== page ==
Friday, February 19, 2010

Self-Serve Education

I have long admired the student-centered approach to education, but in my own practice, I didn't do it all that much because I wasn't sure how. Sure, I was giving Ronan a choice about what we studied in social studies or science, and I allowed him to pick what he wanted to do and when. But this latitude did not result in the happiness or willingness I expected. So, each time I would examine what I was doing wrong and try to fix it as well as fix my attitude of disappointment or frustration. Recently I decided to give up. I don't mean I have given up on my son, but I have given up on finding the perfect assignment/approach/methodology that will "work".

I created a self-serve education where I would act as the consultant if needed. I wrote out all of the rest of the second grade math concepts he would have to know in his math notebook. I told him he could choose whatever page he wanted to work on any time. I didn't stop there. I created a list of responsibilities upon waking (brushing teeth, getting dressed), chores, and schoolwork that are to be done daily. Under each heading of math, reading, and writing I included some activities he could choose that would satisfy his daily requirement for that subject, plus other subjects that he willingly does. For example, he can read a book to me or play a game of Quiddler (a word game) to satisfy his requirement of reading for the day. For math, he can choose one of the math pages I wrote out or listen to his multiplication rap CD. At the bottom of the sheet I included consequences. For example, you can eat breakfast when the "Wake Up Jobs" are done. If he finishes all of his work for the day he is entitled to sweets, Farmville time on the computer, and play dates with friends. He would lose privileges in that order for not doing his work.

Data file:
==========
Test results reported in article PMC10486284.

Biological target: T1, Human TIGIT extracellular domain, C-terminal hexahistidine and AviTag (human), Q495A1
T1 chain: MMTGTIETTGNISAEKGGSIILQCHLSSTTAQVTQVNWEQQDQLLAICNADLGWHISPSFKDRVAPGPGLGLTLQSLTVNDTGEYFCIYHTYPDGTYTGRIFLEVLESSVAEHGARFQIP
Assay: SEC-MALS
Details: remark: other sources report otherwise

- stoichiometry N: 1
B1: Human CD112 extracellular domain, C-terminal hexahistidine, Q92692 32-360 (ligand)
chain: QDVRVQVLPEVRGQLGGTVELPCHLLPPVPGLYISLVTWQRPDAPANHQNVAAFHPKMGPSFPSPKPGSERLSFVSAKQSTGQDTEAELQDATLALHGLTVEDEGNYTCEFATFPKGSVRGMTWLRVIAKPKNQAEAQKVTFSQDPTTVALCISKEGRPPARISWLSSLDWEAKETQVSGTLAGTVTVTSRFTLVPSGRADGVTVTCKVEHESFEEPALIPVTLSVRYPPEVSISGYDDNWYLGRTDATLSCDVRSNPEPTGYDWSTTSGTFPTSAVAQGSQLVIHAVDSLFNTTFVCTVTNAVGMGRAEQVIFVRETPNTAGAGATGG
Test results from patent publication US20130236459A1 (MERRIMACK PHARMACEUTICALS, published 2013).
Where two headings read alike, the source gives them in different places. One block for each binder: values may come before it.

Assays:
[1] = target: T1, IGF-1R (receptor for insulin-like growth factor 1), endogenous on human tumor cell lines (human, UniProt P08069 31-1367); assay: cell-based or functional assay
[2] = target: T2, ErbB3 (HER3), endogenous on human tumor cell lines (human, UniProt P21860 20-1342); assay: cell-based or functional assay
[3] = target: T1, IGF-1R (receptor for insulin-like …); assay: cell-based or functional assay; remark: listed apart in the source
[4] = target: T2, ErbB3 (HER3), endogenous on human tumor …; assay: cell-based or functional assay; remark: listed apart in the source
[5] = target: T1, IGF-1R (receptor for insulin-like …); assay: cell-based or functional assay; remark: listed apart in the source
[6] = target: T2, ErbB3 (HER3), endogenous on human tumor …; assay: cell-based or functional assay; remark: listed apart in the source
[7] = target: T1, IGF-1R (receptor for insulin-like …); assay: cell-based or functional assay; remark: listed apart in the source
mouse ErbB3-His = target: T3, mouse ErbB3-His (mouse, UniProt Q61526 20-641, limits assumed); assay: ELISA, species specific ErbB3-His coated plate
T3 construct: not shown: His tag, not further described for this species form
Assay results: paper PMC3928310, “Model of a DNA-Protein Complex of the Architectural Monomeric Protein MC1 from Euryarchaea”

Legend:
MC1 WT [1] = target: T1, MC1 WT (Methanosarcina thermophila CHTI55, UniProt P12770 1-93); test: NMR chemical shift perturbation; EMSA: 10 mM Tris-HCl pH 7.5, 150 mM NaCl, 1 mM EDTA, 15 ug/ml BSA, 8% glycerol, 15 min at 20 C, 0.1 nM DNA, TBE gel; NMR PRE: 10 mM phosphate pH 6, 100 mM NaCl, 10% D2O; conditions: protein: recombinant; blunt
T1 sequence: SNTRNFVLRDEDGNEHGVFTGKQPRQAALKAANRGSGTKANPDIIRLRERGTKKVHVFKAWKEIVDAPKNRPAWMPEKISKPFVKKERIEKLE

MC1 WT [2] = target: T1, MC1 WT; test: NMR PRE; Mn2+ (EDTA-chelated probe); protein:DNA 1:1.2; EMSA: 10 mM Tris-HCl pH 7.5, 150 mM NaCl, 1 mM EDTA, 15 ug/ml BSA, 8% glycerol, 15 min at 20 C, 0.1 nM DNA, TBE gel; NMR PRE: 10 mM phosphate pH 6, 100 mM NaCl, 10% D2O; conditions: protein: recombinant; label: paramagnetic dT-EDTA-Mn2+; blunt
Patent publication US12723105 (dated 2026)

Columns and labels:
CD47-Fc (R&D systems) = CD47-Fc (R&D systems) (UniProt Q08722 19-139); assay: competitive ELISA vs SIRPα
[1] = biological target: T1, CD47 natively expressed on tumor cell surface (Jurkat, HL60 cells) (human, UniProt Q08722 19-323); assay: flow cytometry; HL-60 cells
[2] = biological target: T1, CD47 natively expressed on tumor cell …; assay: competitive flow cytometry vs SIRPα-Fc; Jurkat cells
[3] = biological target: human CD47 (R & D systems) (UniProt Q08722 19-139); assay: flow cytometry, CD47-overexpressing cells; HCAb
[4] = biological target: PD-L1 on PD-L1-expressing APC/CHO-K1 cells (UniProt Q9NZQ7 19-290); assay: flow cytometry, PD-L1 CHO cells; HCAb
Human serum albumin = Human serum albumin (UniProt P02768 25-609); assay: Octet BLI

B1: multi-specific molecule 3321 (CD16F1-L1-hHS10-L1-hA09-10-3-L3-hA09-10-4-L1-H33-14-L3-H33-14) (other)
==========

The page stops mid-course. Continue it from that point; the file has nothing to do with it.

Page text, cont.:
I got to this point out of frustration, but it was met with alacrity on Ronan's part! He liked knowing exactly what he had to do and what it would take to earn the things he loves to do. He jumped right in and did all of his schoolwork immediately, even asking if he could be the one to check them off as he went. I am a to-do lister - I can relate.

I wish I had given up a long time ago, but I am persistent and determined if nothing else! Those are great qualities but not at the expense of autonomy. I have tried all sorts of different approaches over the last several months but nothing seemed to improve homeschooling. On many days I would hear whining, crying and protesting no matter what I proposed we do. I was at my wits end and that's when it occurred to me, if I pull myself out of the way, I do not have to be subjected to the whining and protesting. But Ronan can choose what he wants and when he wants to do it, giving him much more say in his day, which eliminated the whining and protesting all together. Plus I know he is getting in all of the second grade skills so that he will not be behind if he goes to public school next year. Instead of hours spent trying to get him to do an assignment, he finishes them all in a short time and has much more time for playing, his earned privileges and happiness. I have more time for reading, spending more time with my other son, and general happiness as well. What a difference this has made - for both of us!


  1. Tracy, it's been an honor to be a part of your process (so far!) - as a 63 year told mother of 2 and practicing 'something' (spiritualist?)I respect your constant strive towards self-examination and growth. What lucky kids you have!

  2. Thank you so much, Mary-Helen. This has truly been a spiritual journey for me, with lots of maturation and learning. I have really enjoyed sharing it with you. It seems that that self-examination and willingness to change and grow is something we have in common - a good thing for all of our kids.